I am trying to fix the error described in the first post in this topic.

The master thread doesn't return from spawn_root_and_wait() because it is processing tasks from other pipeline, and is not even checking whether its root task (pipeline) has already finished. If the thread will be checking whether its root task has already finished, then the deadlock is resolved and the problem is solved.

All about lock-free algorithms, multicore, scalability, parallel computing and related topics:
http://www.1024cores.net

"If the thread will be checking whether its root task has already finished, then the deadlock is resolved and the problem is solved." I can see how that might sometimes help, but not how this would actually prevent the thread from still sometimes/often getting caught up in a never-ending story. You would need to guarantee that task closures (a task and its descendants) execute in a bounded time, which happens to be the basic requirement to make global progress possible, but then why run all these additional master threads instead of an arguably more efficient "FIFO"-capable scheduler? How will they be reined in from potentially massive oversubscription (how would you serve 10000 pipelines?), making suboptimal context-switch choices, littering the process with stacks, etc.? Isn't this just retracing the earlier history of multithreading?

I think it's a shame that TBB started with a promising approach (task-based optional concurrency), started with a mistake (stealing LIFO instead of FIFO, thus only supporting finite workloads), and now, in a panic, bolts off in the opposite direction.

Quoting - Raf Schietekat

"If the thread will be checking whether its root task has already finished, then the deadlock is resolved and the problem is solved." I can see how that might sometimes help, but not how this would actually prevent the thread from still sometimes/often getting caught up in a never-ending story.

Please, describe how "never-ending" story can happen if we will apply my proposed patch? (I don't see)

Quoting - Raf Schietekat

You would need to guarantee that...

NO! Master thread is free to exit the game as soon as he wants (even during "never-ending" story).

Quoting - Raf Schietekat

... instead of an arguably more efficient "FIFO"-capable scheduler?

FIFO-capable scheduler won't help in this situation (IIRC we already was here). Master thread can be executing infinite sequence of tasks in any order, but if it will be not checking root task's reference counter it will be in infinite loop!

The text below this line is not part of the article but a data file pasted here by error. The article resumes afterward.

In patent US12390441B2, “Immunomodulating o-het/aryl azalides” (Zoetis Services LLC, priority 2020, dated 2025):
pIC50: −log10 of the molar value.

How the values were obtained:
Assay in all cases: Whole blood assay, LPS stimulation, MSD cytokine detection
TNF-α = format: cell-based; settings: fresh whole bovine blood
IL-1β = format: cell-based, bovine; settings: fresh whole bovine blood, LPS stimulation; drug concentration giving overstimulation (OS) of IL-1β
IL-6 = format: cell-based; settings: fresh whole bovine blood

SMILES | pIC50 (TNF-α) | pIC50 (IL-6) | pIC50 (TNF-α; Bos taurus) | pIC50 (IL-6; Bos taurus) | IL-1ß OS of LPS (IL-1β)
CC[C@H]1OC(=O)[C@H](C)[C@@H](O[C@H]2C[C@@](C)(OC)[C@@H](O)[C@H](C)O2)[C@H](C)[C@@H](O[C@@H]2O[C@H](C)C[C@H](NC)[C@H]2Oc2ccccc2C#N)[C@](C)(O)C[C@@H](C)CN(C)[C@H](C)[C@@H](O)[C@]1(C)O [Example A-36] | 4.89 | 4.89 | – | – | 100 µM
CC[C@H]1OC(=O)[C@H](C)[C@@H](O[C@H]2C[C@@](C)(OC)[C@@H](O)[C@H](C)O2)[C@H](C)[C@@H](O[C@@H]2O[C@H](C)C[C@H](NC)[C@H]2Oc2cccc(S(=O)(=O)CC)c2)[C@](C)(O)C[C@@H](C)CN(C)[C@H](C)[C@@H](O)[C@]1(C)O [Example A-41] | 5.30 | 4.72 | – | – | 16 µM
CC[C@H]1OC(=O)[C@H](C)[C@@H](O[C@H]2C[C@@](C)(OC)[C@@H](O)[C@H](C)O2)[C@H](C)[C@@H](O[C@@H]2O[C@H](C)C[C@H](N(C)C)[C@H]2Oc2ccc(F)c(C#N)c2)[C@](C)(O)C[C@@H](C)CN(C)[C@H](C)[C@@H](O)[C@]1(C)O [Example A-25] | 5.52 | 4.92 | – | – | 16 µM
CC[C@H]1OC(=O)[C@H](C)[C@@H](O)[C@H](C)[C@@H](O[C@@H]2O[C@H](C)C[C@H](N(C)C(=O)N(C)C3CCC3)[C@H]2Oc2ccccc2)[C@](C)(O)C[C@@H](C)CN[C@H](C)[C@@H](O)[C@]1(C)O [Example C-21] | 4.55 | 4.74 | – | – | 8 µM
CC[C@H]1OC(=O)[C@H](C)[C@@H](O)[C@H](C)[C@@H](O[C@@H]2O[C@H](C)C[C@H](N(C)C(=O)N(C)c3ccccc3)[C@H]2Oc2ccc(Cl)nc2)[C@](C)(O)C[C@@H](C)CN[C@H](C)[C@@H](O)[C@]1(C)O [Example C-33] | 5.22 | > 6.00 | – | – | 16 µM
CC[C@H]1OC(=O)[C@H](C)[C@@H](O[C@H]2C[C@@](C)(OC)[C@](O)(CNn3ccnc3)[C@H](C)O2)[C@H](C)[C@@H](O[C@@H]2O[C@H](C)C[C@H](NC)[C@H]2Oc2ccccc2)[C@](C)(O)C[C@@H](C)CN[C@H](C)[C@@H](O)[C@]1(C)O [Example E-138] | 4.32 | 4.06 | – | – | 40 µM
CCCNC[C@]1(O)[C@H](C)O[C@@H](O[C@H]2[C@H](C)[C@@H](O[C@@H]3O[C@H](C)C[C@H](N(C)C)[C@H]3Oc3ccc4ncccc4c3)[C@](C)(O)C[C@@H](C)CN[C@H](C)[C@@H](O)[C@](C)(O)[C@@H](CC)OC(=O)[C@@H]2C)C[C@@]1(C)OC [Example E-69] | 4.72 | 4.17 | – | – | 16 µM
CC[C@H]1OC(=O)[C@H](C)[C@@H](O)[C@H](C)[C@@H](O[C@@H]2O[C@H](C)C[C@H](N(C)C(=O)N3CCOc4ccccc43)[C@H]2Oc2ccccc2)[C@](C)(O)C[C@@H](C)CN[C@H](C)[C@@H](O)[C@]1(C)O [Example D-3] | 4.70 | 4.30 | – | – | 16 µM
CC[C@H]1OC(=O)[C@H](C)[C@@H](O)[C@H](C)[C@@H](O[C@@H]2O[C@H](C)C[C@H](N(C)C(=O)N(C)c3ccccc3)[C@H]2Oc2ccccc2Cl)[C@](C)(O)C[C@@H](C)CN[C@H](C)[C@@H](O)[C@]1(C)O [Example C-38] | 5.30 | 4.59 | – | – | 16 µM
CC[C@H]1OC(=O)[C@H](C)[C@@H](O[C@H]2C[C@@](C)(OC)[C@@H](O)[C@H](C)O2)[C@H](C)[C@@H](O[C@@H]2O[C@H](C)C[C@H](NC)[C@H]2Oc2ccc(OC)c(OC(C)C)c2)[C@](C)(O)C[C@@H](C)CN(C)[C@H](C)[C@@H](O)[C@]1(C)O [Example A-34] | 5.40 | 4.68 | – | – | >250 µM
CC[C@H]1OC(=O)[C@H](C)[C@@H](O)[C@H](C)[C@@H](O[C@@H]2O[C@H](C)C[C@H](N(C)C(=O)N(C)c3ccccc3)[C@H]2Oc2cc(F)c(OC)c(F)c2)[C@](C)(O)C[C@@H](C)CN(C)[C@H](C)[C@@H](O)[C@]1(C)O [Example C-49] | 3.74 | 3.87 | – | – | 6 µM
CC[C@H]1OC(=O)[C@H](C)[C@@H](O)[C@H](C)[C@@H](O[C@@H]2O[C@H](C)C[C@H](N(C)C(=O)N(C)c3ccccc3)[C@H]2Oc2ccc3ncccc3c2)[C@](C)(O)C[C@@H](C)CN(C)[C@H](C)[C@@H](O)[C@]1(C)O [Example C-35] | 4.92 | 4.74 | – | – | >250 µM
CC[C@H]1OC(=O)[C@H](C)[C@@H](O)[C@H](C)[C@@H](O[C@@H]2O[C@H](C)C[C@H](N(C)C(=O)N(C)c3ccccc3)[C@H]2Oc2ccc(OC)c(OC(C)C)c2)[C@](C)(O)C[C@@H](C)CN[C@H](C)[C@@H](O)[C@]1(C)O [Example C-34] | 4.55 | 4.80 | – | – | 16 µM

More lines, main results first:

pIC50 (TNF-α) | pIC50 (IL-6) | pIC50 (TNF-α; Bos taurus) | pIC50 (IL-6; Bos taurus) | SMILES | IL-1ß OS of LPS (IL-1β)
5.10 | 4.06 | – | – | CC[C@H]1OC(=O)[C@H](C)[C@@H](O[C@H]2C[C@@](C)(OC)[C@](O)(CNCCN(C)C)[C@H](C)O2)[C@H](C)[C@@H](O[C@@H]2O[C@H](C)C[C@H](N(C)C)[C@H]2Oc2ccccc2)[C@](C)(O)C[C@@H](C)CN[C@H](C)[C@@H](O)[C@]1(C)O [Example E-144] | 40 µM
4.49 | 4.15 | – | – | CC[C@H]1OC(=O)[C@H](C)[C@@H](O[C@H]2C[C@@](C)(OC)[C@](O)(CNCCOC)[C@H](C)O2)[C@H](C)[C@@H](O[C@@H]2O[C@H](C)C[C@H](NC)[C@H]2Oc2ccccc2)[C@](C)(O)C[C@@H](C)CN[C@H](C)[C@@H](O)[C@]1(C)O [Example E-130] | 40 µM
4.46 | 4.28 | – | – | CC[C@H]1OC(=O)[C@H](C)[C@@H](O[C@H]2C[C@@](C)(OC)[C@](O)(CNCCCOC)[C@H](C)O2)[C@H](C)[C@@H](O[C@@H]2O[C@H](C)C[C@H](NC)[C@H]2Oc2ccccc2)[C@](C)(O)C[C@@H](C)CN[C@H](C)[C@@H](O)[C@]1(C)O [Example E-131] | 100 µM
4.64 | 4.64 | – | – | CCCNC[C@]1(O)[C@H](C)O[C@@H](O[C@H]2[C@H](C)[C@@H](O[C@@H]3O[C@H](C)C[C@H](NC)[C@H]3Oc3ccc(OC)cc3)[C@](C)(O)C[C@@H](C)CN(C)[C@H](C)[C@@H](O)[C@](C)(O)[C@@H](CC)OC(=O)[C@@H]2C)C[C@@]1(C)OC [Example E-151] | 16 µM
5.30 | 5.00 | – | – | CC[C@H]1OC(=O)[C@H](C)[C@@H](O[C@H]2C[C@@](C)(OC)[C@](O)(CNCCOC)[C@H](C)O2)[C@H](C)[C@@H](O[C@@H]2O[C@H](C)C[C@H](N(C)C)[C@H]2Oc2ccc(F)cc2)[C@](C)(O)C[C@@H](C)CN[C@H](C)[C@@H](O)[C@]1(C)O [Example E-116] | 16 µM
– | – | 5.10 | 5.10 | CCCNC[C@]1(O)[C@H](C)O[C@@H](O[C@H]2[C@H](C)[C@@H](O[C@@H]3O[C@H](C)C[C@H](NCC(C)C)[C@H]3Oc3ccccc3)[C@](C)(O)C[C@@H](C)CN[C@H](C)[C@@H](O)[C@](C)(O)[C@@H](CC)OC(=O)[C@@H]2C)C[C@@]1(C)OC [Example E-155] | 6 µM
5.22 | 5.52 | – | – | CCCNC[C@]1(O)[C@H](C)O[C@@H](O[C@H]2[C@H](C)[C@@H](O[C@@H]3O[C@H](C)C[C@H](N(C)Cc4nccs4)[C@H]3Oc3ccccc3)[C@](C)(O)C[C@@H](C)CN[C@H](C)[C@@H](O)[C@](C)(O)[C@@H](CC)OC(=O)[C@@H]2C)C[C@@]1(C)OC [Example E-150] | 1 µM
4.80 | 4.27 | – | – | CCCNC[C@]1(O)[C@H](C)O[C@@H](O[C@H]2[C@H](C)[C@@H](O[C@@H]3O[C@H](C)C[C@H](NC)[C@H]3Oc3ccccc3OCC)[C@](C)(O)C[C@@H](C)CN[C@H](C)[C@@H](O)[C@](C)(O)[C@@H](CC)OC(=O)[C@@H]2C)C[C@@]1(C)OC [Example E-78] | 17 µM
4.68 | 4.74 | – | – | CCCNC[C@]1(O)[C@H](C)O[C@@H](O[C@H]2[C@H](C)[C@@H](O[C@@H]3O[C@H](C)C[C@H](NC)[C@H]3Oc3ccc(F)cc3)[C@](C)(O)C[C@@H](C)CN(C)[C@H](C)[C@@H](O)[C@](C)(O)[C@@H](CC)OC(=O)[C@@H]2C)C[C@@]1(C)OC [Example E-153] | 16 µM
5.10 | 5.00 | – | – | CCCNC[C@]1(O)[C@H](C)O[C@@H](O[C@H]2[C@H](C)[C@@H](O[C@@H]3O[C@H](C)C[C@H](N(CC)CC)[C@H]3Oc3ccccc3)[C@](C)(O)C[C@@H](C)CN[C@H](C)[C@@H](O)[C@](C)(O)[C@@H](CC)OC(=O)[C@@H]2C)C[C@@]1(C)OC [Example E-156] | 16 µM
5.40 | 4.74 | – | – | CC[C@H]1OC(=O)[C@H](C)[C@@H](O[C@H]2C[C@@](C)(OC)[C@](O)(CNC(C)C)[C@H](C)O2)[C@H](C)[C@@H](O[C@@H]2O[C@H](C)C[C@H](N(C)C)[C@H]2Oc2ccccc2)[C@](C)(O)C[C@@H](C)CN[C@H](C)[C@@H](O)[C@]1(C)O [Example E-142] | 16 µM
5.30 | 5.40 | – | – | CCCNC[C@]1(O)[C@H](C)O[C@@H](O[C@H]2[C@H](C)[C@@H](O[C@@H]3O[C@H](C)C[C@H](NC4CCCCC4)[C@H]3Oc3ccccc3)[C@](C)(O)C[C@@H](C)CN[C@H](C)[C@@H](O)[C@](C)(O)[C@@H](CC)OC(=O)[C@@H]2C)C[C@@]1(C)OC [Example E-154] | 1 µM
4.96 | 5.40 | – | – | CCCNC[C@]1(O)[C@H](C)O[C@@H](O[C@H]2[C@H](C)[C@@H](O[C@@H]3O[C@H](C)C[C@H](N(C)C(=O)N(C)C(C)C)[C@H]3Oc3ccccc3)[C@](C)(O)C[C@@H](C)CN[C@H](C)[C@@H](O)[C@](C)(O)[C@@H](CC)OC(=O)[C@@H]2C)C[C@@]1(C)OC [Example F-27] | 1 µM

All about lock-free algorithms, multicore, scalability, parallel computing and related topics:
http://www.1024cores.net

Quoting - Raf Schietekat

How will they be reined in from potentially massive oversubscription (how would you serve 10000 pipelines?), making suboptimal context-switch choices, littering the process with stacks, etc.? Isn't this just retracing the earlier history of multithreading?

I think it's a shame that TBB started with a promising approach (task-based optional concurrency), started with a mistake (stealing LIFO instead of FIFO, thus only supporting finite workloads), and now, in a panic, bolts off in the opposite direction.

This is different problem, and I an NOT trying to solve it now.

If you have 10000 threads with independent work, then why you need TBB at all?! You already have sufficient parallelism. Just execute every work in its thread.

All about lock-free algorithms, multicore, scalability, parallel computing and related topics:
http://www.1024cores.net

"Please, describe how "never-ending" story can happen if we will apply my proposed patch? (I don't see)" New master steals task, task spawns children and waits_for_all(), child spawns grandchildren and waits_for_all(), some descendant gets the brilliant idea to run an unbounded client-server operation, ...

"NO! Master thread is free to exit the game as soon as he wants (even during "never-ending" story)." How would you abandon a stolen task's execute() before it returns? Are we still talking about 1:1 schedulers?

"FIFO-capable scheduler won't help in this situation (IIRC we already was here). Master thread can be executing infinite sequence of tasks in any order, but if it will be not checking root task's reference counter it will be in infinite loop!" We already were here, but it seems that some additional effort is required to convince you. :-) With a FIFO-capable scheduler, we wouldn't be using a master thread for running the pipeline in the first place (you can do it all in one thread if need be). It is probably worthwhile repeating that: running 10000 pipelines at the same time, i.e., with overlapping activation periods, does not mean mandatory concurrency in the sense of requiring multithreading (whether they be kernel threads or user threads or a combination) and/or parallelism (multiple cores and/or hyperthreading), and all "context switches" are where the user chooses them to be.

"This is different problem, and I an NOT trying to solve it now." It was meant as a general remark, but you're also thinking threads instead of tasks here.

"If you have 10000 threads with independent work, then why you need TBB at all?! You already have sufficient parallelism. Just execute every work in its thread." The thing is that I don't want 10000 threads, only as many worker threads as will keep the hardware busy.